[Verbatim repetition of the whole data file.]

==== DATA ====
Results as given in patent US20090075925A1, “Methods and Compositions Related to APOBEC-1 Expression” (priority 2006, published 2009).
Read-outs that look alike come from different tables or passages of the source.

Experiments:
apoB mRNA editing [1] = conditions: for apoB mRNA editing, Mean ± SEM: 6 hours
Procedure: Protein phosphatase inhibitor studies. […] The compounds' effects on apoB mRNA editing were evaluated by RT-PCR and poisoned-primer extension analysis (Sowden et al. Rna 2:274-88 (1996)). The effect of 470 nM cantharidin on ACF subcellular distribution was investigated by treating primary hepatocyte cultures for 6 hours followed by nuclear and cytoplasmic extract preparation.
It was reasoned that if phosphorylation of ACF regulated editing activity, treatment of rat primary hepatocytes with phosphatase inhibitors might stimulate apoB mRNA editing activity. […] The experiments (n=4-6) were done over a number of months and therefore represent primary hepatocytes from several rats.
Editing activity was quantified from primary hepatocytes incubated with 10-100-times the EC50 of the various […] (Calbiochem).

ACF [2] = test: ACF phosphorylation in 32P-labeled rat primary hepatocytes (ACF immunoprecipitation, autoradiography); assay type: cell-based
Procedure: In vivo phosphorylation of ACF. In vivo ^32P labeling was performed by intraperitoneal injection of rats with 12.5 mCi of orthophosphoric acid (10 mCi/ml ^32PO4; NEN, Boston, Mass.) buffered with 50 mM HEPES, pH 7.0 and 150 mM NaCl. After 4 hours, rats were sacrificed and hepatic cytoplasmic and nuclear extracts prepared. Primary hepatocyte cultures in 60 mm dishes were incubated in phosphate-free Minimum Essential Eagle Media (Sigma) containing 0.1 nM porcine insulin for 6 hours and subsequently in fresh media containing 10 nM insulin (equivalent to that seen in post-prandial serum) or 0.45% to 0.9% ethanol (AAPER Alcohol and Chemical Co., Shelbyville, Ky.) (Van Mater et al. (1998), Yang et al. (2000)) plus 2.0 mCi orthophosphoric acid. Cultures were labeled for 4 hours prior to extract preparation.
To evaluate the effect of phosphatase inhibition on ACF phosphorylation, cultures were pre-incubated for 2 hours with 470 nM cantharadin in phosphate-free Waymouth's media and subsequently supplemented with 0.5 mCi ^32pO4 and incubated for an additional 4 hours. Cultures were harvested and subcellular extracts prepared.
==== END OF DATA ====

Results as given in patent US20090075925A1, “Methods and Compositions Related to APOBEC-1 Expression” (priority 2006, published 2009).
Read-outs that look alike come from different tables or passages of the source.

Experiments:
apoB mRNA editing [1] = conditions: for apoB mRNA editing, Mean ± SEM: 6 hours
Procedure: Protein phosphatase inhibitor studies. […] The compounds' effects on apoB mRNA editing were evaluated by RT-PCR and poisoned-primer extension analysis (Sowden et al. Rna 2:274-88 (1996)). The effect of 470 nM cantharidin on ACF subcellular distribution was investigated by treating primary hepatocyte cultures for 6 hours followed by nuclear and cytoplasmic extract preparation.
It was reasoned that if phosphorylation of ACF regulated editing activity, treatment of rat primary hepatocytes with phosphatase inhibitors might stimulate apoB mRNA editing activity. […] The experiments (n=4-6) were done over a number of months and therefore represent primary hepatocytes from several rats.
Editing activity was quantified from primary hepatocytes incubated with 10-100-times the EC50 of the various […] (Calbiochem).

ACF [2] = test: ACF phosphorylation in 32P-labeled rat primary hepatocytes (ACF immunoprecipitation, autoradiography); assay type: cell-based
Procedure: In vivo phosphorylation of ACF. In vivo ^32P labeling was performed by intraperitoneal injection of rats with 12.5 mCi of orthophosphoric acid (10 mCi/ml ^32PO4; NEN, Boston, Mass.) buffered with 50 mM HEPES, pH 7.0 and 150 mM NaCl. After 4 hours, rats were sacrificed and hepatic cytoplasmic and nuclear extracts prepared. Primary hepatocyte cultures in 60 mm dishes were incubated in phosphate-free Minimum Essential Eagle Media (Sigma) containing 0.1 nM porcine insulin for 6 hours and subsequently in fresh media containing 10 nM insulin (equivalent to that seen in post-prandial serum) or 0.45% to 0.9% ethanol (AAPER Alcohol and Chemical Co., Shelbyville, Ky.) (Van Mater et al. (1998), Yang et al. (2000)) plus 2.0 mCi orthophosphoric acid. Cultures were labeled for 4 hours prior to extract preparation.
To evaluate the effect of phosphatase inhibition on ACF phosphorylation, cultures were pre-incubated for 2 hours with 470 nM cantharadin in phosphate-free Waymouth's media and subsequently supplemented with 0.5 mCi ^32pO4 and incubated for an additional 4 hours. Cultures were harvested and subcellular extracts prepared.